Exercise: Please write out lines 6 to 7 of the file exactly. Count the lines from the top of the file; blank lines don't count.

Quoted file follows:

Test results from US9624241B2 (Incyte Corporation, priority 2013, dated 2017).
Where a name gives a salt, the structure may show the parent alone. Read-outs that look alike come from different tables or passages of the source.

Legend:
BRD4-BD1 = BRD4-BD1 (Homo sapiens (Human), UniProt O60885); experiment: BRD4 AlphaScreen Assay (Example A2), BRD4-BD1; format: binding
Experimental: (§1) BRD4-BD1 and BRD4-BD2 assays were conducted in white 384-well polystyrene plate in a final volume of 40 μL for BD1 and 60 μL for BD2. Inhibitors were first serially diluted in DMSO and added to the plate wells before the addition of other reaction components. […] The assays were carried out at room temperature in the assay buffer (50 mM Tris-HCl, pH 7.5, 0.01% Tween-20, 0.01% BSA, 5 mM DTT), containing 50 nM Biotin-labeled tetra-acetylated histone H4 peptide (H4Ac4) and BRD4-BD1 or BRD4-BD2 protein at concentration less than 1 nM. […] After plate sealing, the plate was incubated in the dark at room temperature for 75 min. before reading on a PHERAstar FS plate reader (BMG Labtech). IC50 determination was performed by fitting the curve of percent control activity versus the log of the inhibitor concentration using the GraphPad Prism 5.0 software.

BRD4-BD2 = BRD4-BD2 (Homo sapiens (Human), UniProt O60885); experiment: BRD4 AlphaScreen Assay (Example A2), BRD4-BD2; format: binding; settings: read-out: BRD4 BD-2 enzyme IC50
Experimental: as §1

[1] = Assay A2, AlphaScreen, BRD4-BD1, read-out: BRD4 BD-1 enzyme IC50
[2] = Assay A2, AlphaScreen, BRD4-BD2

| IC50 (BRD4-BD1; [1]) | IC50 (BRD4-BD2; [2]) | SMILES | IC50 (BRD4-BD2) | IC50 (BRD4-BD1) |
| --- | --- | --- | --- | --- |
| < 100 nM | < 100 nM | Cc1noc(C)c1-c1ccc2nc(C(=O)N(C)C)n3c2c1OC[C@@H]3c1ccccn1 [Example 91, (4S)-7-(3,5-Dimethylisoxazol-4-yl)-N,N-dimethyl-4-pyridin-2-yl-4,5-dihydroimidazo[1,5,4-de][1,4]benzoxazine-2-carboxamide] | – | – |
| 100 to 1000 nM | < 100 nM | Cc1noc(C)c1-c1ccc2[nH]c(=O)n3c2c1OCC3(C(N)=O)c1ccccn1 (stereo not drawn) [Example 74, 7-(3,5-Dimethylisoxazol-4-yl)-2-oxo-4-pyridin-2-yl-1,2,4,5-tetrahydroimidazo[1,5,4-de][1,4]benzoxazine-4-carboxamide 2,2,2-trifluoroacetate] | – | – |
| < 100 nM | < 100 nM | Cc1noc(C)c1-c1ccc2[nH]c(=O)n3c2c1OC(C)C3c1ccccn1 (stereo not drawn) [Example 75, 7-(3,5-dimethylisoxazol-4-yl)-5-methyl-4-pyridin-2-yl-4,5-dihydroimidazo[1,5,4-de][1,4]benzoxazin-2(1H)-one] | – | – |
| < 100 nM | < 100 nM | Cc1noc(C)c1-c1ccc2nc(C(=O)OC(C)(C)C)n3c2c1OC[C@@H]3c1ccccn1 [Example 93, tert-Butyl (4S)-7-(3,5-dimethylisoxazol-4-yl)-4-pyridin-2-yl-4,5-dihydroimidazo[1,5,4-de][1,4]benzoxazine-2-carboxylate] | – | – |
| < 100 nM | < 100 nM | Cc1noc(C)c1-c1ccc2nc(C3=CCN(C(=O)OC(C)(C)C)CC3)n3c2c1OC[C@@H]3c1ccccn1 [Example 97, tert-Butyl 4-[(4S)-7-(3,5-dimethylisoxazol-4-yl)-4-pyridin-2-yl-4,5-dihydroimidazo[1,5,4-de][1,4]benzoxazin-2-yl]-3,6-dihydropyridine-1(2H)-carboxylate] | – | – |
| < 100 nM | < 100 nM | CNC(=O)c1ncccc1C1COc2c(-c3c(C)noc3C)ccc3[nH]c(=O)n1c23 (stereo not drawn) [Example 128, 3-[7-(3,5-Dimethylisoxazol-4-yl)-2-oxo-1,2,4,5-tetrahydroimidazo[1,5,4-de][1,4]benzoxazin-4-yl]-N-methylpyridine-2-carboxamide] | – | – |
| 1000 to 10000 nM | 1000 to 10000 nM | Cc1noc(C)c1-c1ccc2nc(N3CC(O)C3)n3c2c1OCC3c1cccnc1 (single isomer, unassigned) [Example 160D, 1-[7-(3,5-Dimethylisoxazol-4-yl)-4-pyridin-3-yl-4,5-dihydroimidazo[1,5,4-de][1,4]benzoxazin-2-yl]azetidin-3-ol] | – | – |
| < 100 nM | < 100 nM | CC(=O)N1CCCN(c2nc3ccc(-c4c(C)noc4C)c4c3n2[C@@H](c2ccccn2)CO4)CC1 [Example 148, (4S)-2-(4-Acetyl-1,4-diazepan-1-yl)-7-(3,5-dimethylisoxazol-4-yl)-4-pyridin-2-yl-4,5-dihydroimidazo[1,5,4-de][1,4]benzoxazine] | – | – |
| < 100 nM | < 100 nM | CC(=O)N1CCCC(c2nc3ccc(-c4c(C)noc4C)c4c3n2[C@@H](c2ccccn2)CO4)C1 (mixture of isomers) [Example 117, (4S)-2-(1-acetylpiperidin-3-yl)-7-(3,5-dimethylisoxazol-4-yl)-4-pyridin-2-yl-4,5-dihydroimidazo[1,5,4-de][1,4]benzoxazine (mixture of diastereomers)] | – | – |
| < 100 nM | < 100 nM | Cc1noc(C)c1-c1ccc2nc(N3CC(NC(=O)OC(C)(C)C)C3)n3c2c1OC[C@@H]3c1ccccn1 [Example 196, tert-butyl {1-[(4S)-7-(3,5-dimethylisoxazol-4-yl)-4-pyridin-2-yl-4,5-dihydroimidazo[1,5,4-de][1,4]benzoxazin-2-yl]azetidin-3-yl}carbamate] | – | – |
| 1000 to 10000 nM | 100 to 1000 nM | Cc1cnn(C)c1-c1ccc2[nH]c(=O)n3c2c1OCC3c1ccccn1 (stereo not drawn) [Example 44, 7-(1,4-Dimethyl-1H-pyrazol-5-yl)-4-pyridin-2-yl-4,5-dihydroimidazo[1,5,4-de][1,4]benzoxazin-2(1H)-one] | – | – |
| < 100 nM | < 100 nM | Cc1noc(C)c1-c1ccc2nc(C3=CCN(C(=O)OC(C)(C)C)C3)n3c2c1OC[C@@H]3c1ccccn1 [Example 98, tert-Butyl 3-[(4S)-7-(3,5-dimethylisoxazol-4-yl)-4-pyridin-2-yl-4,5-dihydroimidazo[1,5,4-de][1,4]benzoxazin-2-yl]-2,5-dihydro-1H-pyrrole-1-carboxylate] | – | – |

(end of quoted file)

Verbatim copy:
BRD4-BD2 = BRD4-BD2 (Homo sapiens (Human), UniProt O60885); experiment: BRD4 AlphaScreen Assay (Example A2), BRD4-BD2; format: binding; settings: read-out: BRD4 BD-2 enzyme IC50
Experimental: as §1